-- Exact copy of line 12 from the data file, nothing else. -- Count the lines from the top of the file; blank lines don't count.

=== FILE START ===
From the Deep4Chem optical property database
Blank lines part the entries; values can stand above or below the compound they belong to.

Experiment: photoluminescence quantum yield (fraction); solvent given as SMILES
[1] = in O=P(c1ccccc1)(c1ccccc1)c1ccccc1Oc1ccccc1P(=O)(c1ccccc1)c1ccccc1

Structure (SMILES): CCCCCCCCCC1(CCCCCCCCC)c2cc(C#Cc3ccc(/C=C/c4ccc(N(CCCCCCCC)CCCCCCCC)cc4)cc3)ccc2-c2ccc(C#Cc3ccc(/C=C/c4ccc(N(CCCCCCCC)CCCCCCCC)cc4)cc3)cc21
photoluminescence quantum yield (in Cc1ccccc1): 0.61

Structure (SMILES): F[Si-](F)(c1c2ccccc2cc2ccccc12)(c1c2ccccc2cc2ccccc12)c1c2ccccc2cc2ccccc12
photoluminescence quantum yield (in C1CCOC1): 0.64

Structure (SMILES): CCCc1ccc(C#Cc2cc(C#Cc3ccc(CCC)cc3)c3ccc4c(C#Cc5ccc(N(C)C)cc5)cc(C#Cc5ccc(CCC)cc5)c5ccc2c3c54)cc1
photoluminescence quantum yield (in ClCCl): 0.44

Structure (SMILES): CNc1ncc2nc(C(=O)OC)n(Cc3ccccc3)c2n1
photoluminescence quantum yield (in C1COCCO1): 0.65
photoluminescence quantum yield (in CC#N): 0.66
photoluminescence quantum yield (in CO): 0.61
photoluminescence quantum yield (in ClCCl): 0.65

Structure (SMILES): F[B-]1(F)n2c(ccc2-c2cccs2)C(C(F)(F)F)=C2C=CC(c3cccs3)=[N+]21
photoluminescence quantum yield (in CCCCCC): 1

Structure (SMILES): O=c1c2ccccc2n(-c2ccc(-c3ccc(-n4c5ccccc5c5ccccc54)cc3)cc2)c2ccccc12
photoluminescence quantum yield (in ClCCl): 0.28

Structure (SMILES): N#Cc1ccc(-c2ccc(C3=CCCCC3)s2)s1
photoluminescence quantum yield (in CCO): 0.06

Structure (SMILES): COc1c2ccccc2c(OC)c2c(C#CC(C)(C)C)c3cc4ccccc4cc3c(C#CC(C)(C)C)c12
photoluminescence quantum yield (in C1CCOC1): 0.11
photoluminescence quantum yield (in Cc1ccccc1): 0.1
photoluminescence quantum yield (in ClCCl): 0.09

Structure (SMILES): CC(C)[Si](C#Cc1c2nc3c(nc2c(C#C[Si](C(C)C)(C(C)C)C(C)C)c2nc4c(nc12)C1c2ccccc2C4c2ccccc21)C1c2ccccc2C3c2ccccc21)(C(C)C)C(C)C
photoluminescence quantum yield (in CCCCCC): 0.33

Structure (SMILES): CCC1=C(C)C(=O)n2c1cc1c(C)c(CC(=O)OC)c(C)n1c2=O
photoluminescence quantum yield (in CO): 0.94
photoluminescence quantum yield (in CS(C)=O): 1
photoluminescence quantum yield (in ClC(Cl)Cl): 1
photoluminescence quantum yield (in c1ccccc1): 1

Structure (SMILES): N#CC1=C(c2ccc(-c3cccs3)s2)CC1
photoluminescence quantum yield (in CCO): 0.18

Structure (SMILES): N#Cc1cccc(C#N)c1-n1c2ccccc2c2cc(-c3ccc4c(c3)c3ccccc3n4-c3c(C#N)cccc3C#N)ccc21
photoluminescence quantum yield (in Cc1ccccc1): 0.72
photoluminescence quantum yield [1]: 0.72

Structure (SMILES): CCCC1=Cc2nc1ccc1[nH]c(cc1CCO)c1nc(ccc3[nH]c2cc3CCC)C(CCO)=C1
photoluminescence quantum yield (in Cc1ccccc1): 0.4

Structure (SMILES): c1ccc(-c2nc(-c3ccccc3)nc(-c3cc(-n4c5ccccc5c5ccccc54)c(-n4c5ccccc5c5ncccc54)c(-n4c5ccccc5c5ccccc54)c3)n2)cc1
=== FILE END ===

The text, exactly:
photoluminescence quantum yield (in C1COCCO1): 0.65